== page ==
Too many Chefs
I work with many different agents, and each of them handles their business in many different ways. There has been a trend over the last several years, in particular with certain brands, that work with “teams,” meaning they have multiple persons managing the transaction. This can work when done correctly, but I have yet to see it be an enjoyable transaction process as it tends to be more like the telephone game that we used to play.
Messages are passed around, turned around; also, clients are “passed along” and no one is really satisfied, and in some cases are harmed. In case you could not tell, I am not a fan of teams. I prefer to interact with my clients. Yes, I have a person who helps me maintain timelines, but I don’t pass the buck and transfer my clients once we are under contract. Teams, from an agent point of view are simply a pain in the rear.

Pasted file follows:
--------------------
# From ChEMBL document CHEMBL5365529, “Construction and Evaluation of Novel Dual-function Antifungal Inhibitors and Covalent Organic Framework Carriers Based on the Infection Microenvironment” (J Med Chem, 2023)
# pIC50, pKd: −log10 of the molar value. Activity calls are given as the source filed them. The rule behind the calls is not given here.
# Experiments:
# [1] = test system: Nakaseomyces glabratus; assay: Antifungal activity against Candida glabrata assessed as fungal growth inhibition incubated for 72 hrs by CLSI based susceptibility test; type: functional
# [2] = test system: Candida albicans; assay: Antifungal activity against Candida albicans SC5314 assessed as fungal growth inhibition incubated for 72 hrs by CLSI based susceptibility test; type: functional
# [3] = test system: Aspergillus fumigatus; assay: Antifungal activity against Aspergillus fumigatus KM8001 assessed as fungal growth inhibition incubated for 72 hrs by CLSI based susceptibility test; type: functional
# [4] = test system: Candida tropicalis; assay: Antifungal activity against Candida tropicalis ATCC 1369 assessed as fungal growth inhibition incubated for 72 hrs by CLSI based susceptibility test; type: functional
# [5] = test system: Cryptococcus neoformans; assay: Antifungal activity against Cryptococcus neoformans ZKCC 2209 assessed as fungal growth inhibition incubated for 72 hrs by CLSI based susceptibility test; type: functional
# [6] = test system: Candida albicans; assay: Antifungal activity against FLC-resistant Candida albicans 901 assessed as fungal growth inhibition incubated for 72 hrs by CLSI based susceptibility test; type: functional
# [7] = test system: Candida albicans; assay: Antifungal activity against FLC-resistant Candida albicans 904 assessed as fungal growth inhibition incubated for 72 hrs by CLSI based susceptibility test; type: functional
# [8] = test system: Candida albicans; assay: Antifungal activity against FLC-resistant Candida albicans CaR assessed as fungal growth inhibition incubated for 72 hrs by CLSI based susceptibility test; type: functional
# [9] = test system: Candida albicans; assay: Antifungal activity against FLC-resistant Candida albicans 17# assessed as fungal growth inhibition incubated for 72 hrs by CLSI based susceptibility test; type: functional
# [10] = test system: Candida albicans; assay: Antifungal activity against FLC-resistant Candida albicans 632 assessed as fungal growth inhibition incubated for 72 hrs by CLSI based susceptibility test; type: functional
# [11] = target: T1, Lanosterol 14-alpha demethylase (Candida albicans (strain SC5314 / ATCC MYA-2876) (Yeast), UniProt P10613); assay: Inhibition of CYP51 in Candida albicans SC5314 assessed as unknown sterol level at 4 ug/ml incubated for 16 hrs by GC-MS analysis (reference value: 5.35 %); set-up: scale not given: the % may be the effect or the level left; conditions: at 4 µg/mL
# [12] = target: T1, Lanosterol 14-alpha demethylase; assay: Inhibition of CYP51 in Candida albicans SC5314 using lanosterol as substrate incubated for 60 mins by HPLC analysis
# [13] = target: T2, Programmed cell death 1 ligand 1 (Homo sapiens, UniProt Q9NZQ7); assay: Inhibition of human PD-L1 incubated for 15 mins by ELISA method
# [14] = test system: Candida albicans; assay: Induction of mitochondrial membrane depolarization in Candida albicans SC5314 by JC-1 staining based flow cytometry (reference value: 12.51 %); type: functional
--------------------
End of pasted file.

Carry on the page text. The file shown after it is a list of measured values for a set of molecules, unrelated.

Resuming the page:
Let me give you a recent example of how things get lost in a team effort. A team breakdown usually has at least 4 or more people, each designated to a different phase of a transaction. I recently did a deal where I represented a seller. The buyer’s agent showed the home, while another team member prepared the offer for the agent and then submitted it. Once the contract was negotiated, I had little to no contact with the buyer agent, but instead, they turned it over to an Unlicensed associate. This associate prepared addendums for repairs to the house and sent them to seller and me for review, but never confirmed that they were signed by the seller and let the contingency timeline pass. So what exactly does that mean? Well, the roof needed a couple of repairs. The repair addendum was for an AS-IS contract. In this case, repairs are not mandatory. The buyers may request them if they wish, but all repairs must be agreed to in writing before the end of the inspection period. By passing things along to an inexperienced assistant, the timeline passed without signatures. Luckily for the buyers, the seller was still willing to make the repairs, although not contractually obligated to do so. Can you imagine the conversation with the buyer and their agent if the seller said no? As a consumer, we rely on agents to represent our bests interest and put our trust that they will. With these big teams, things fall through the cracks. I have barely spoken a word to the agent that negotiated the deal. She passed the buck and is now waiting for a paycheck, That’s also a significant problem with teams. They rely on volume. With so many hands in the deal, it’s hard to find motivated people to work on them, as they get a fraction of what they would make if they did the transaction themselves. The head agent takes a majority of the paid commission and gives the remaining to the people who actually did the work. The same agent also takes credit in the MLS for the Sale, even though they have never met the client or touched the file that they, via online sales statistics, have now received “Agent Ranking” credit. What you end up with is an agent that is a figurehead, with artificially inflated sales numbers, that farms out the work. Let me clear something up. On average, a hard working agent can do about 70-80 deals a year. If you see an agent saying they did 100- 200 sales or more, they are not doing it alone. They are working the numbers to get your business, only to pass it off to an inexperienced agent. Ask yourself, why would a high-quality agent take a position where they make 50% of what they should? The truth is that they don’t. The turn over on teams is high, which can result in poor quality deals. Some folks don’t know the difference a good agent can make in not only service but actual savings inside the sales deal. A solid agent will have a coupe goto assistants, but you will always hear from the real agent. Buying or selling a home is a huge deal, and should not be left to the hands of a person who doesn’t have your back and considers you a paycheck.